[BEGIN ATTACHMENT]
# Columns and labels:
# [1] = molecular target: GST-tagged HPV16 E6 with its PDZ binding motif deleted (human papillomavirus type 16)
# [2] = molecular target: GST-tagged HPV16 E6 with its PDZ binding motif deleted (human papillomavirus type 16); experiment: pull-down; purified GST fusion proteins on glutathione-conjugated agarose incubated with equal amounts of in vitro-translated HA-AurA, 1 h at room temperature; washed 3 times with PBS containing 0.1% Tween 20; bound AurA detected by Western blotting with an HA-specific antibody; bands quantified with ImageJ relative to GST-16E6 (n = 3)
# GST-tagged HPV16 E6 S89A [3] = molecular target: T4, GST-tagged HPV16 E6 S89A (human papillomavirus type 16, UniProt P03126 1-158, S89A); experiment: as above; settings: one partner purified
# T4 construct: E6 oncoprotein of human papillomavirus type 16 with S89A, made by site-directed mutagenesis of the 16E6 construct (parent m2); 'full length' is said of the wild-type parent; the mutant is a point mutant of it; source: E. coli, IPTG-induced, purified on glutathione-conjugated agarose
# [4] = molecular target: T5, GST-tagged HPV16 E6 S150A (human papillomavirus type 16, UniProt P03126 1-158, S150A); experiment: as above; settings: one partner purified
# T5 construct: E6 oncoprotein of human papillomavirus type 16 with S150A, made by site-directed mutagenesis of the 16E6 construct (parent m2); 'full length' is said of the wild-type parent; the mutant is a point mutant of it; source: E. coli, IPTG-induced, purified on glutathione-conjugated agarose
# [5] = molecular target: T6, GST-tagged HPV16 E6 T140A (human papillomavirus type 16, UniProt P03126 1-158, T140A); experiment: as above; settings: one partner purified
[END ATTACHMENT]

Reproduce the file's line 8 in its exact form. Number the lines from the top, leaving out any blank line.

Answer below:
# [5] = molecular target: T6, GST-tagged HPV16 E6 T140A (human papillomavirus type 16, UniProt P03126 1-158, T140A); experiment: as above; settings: one partner purified